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1 December 2016updated 09 Sep 2021 2:04pm

Humanitarian airdrops are already happening in Syria. So why can’t we do more?

The international community is sitting on its hands. 

By Haid Haid

While airdropping aid to besieged areas in Syria comes with logistical challenges and potential risks, it is still the best peaceful option available. However, the lack of will among international actors meet their responsibility remains the main obstacle to its implementation.

The United Nations aid chief recently reported that the number of besieged Syrians has more than doubled over the past year to nearly a million. The vast majority of besieged areas, around 50, are encircled by the Syrian regime, while one area is besieged by Isis and one by some rebel forces. The most recent besieged area has been the rebel-held eastern Aleppo in which more than 250,000 people are trapped without access to food or medicine. A UN official stated that people in Aleppo received aid for the last time at the beginning of July and estimated that people began running out of food in mid-November. The ongoing Syrian regime offensive – supported by Russian and Iran-backed forces – to capture the rest of the eastern side has worsened the situation. Intense airstrikes have killed at least 500 people and wounded more than 1,000 more in the past two weeks alone – and put all hospitals in that area out of service.

The international community is dramatically failing to end the widespread use of siege tactics for military gain in Syria. The existence of three UN Security Council resolutions on Syria – 2165, 2191 and 2258 – give its agencies permission to cross conflict lines to deliver aid wherever needed without asking for permission from the Syrian regime. Just 10 per cent of requests made by its agencies to dispatch aid convoys to besieged or hard-to-reach areas in Syria received approval last year – but UN officials remain cautious about delivering aid without government consent, due to the increased risk of attack on aid convoys.

The UN could not get permission to deliver lifesaving aid to besieged areas, but it did not want to risk sending unauthorised aid convoys to help people. This dilemma led to growing calls for airdrops instead. As a result, the International Syria Support Group, a coalition of 20 countries and organisations, threatened to begin aid airdrops if the Syrian regime failed to grant the UN land access to all besieged areas by the start of June. Although the Syrian regime did not comply, the international community failed to enact the pledge. Countries gave their reasons ranging from risk to logistical factors.

The main concern is the possibility of aircraft delivering aid being shot down. The same risk, theoretically, applies to all the fighting jets operating inside Syria, without the regime’s permission, as part of the US-led international coalition against Isis. Yet, that did not stop any of the countries operating inside Syria on that front. The Syrian regime and Russia are the two actors capable of downing rival aircrafts, which makes such risks calculable. These actors know that attacking any international plane will have serious consequences, which is what has forced them to stay away so far. Therefore, convincing the Syrian regime and its allies not to attack a civilian plane carrying aid, should be easier that convincing them not to attack a hostile fighting jet.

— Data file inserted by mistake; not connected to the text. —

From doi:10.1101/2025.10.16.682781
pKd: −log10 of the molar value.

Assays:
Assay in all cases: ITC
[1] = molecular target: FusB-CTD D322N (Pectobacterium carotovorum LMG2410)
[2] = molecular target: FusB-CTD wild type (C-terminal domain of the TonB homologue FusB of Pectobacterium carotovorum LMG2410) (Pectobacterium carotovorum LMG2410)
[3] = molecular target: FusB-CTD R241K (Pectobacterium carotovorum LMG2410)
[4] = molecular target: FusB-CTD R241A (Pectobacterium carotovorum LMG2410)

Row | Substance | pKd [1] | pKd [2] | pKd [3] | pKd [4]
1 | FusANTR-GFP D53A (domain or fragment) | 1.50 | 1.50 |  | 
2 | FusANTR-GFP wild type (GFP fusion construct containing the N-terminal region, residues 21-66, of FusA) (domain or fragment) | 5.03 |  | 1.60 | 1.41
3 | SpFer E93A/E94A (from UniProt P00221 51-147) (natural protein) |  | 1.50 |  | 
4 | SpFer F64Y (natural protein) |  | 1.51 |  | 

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The lack of visible drop zones to reduce the lethal risk of dropping aid on civilians, is a frequent logistical concern – as is distribution once they’ve been dropped. Although these concerns are valid and are important to work through, the engagement of local civil society groups and administrative bodies will help to overcome them once a decision on the policy level is made. Moreover, the UN’s programme to airdrop aid to the regime-held area in Deir Ezzor, a city besieged by Isis in eastern Syria, has been successful and effective.

According to Valerie Szybala, executive director at The Syria Institute, airdrops to Deir Ezzor have been regular since April this year – happening several times a week, with a tremendous impact on improving humanitarian conditions there.

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The Security Council’s authorisation to airdrop aid to besieged areas in Syria allows the UN to do so without violating any laws. The UN has also been successfully airdropping aid in Syria to a regime-held area for several months, which demonstrates its capability.

So if airdrops are already happening, there can be only one conclusion – it is a lack of will from the international community that is hindering the delivery of a lifeline to a million starving Syrians.

Haid Haid is an Associate Fellow at Chatham House and a Syrian columnist and researcher.